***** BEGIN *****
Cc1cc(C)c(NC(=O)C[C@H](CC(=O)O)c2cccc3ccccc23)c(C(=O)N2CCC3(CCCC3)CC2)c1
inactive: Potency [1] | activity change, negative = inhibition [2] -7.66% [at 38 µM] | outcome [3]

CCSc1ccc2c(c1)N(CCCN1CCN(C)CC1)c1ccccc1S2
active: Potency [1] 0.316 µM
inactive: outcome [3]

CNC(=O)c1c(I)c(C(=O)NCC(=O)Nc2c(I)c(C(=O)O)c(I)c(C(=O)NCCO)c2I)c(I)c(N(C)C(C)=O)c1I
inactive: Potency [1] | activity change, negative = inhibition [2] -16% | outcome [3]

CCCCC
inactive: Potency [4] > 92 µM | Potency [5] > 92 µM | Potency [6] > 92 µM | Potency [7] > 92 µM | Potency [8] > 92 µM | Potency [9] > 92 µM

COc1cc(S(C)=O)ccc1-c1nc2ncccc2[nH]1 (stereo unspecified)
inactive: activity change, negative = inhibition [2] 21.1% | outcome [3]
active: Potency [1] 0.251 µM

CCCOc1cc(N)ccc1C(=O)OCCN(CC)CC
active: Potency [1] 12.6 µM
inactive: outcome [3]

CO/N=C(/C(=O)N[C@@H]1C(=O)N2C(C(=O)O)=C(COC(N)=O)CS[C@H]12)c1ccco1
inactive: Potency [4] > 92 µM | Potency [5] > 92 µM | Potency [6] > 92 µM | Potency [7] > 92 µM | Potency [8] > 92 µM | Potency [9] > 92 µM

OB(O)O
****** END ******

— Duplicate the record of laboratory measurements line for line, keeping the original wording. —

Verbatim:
Cc1cc(C)c(NC(=O)C[C@H](CC(=O)O)c2cccc3ccccc23)c(C(=O)N2CCC3(CCCC3)CC2)c1
inactive: Potency [1] | activity change, negative = inhibition [2] -7.66% [at 38 µM] | outcome [3]

CCSc1ccc2c(c1)N(CCCN1CCN(C)CC1)c1ccccc1S2
active: Potency [1] 0.316 µM
inactive: outcome [3]

CNC(=O)c1c(I)c(C(=O)NCC(=O)Nc2c(I)c(C(=O)O)c(I)c(C(=O)NCCO)c2I)c(I)c(N(C)C(C)=O)c1I
inactive: Potency [1] | activity change, negative = inhibition [2] -16% | outcome [3]

CCCCC
inactive: Potency [4] > 92 µM | Potency [5] > 92 µM | Potency [6] > 92 µM | Potency [7] > 92 µM | Potency [8] > 92 µM | Potency [9] > 92 µM

COc1cc(S(C)=O)ccc1-c1nc2ncccc2[nH]1 (stereo unspecified)
inactive: activity change, negative = inhibition [2] 21.1% | outcome [3]
active: Potency [1] 0.251 µM

CCCOc1cc(N)ccc1C(=O)OCCN(CC)CC
active: Potency [1] 12.6 µM
inactive: outcome [3]

CO/N=C(/C(=O)N[C@@H]1C(=O)N2C(C(=O)O)=C(COC(N)=O)CS[C@H]12)c1ccco1
inactive: Potency [4] > 92 µM | Potency [5] > 92 µM | Potency [6] > 92 µM | Potency [7] > 92 µM | Potency [8] > 92 µM | Potency [9] > 92 µM

OB(O)O